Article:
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Made Smarter publishes guide to attracting young customers

With Millennials and Generation Z now making up over half the global workforce, manufacturers have a clear opportunity to grow their customer base through digital technologies, says Made Smarter.

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According to research published earlier this summer, manufacturers are much less likely to have a Millennial (born after 1980) director than other sectors, and risk falling behind in their ability to attract younger talent if they fail to showcase modern practices.

A failure to connect with younger generations is also a risk to a manufacturer’s future customer base. Millennials and Gen Z will soon hold the majority of decision-making roles in supply chain and buying, so those manufacturers that can form relationships and loyalty with them now are therefore in a stronger position for future contract wins.

According to a new guide published by the Made Smarter programme, adopting the latest digital technology is a key element for attracting and retaining these younger customers.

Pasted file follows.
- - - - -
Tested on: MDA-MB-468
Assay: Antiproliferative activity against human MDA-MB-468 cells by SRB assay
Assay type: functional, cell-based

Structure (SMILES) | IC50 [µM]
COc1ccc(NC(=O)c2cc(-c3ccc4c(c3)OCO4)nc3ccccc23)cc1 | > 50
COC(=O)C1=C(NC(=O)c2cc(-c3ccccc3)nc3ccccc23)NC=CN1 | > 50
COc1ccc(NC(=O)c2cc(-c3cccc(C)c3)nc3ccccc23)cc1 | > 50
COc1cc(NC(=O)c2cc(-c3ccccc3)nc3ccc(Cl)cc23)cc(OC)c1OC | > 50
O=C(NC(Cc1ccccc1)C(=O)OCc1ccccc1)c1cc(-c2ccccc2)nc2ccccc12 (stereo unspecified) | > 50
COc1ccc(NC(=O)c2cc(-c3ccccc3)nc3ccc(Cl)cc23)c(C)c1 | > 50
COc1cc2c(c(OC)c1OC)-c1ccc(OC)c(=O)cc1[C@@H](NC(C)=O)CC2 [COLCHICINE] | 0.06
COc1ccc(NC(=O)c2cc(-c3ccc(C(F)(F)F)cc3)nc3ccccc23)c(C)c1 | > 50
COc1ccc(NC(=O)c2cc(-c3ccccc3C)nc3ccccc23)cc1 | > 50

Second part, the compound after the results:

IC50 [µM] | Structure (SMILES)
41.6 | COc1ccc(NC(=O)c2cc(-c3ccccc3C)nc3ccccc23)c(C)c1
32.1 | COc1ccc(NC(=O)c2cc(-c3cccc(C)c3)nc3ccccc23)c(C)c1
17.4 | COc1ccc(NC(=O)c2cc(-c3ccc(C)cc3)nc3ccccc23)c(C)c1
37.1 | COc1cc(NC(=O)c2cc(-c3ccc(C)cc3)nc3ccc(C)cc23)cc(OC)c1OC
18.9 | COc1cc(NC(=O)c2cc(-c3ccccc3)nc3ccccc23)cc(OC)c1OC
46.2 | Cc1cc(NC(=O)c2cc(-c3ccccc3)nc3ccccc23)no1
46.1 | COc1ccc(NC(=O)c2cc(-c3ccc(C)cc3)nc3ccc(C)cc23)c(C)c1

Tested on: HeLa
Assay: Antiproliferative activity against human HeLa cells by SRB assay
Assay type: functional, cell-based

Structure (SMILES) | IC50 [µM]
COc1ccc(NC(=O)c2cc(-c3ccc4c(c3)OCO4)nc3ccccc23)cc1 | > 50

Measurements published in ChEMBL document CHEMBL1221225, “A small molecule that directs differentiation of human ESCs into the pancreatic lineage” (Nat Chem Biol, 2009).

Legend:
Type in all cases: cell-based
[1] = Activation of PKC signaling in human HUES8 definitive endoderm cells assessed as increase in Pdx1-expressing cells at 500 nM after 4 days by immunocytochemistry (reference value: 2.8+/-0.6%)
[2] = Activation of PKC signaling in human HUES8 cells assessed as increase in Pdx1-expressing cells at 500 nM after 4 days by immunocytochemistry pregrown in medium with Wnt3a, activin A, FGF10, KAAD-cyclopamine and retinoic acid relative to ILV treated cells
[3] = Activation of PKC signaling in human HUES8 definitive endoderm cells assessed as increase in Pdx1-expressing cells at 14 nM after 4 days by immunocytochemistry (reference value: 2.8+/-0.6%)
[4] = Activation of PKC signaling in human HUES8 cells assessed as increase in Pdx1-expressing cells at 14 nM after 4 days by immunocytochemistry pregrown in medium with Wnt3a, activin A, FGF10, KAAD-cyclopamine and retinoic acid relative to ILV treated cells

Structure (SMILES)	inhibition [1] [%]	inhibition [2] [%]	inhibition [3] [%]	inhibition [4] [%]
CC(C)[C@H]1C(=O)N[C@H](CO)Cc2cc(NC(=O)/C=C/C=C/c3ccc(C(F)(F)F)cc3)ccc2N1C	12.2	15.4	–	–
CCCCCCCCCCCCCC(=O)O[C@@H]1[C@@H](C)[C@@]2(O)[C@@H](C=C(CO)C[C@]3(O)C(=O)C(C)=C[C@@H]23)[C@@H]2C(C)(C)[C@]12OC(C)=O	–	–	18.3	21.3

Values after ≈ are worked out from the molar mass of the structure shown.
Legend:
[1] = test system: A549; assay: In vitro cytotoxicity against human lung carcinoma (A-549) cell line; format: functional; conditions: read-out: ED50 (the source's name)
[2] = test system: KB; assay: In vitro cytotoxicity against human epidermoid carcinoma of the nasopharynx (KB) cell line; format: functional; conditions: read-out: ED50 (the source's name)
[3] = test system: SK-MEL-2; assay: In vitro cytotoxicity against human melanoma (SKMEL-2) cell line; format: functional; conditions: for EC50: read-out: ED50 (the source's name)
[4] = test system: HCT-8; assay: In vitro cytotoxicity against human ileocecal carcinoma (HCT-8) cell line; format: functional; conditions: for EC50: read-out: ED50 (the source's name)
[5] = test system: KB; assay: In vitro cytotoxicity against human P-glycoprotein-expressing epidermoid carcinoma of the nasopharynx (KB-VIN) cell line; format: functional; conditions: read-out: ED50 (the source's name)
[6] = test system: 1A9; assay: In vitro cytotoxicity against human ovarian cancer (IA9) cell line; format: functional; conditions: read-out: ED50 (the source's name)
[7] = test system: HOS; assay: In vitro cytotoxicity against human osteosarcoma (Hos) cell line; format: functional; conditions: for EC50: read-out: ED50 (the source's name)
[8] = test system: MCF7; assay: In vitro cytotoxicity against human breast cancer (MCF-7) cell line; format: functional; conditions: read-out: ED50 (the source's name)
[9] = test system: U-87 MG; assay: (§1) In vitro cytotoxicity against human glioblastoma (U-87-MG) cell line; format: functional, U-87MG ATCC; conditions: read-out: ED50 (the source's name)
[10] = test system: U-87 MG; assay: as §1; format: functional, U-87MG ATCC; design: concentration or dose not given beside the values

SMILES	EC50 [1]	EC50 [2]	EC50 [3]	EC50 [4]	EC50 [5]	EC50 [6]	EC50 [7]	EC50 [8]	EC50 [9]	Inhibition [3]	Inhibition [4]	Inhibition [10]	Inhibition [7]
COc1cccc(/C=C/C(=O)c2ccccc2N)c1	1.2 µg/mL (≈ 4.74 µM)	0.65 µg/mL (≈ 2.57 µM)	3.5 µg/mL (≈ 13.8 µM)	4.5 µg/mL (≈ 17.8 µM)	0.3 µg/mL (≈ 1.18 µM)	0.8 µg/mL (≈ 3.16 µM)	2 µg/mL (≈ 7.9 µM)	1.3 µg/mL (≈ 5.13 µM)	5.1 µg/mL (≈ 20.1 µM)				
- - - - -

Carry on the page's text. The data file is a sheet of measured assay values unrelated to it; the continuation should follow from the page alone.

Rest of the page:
The guide identifies four key considerations for meeting the expectations of Millennial and Gen Z buyers:

  • Personalise your offer: Mass customisation and personalisation is valued by younger buyers, so manufacturers must find ways to free up capacity for product personalisation using digital tools on the shopfloor
  • Offer a quicker and more reliable service: A fast, trackable service is a basic expectation for Millennials and Gen Z. Manufacturers can use scheduling software to more precisely track product progress through the manufacturing process, which can improve traceability and reduce lead times
  • Make purchases experiential: As online purchasing continues to become the norm for buyers, manufacturers can use Augmented Reality (AR) and similar tools to allow customers to explore and test products before they purchase
  • Boost sustainability: Young people are far more sensitive to the environmental impact of their purchases than previous generations. Technologies such as additive manufacturing, predictive analysis and digital twins are all examples of digital tools that can maximise the efficiency and sustainability of the production process.
Read the guide

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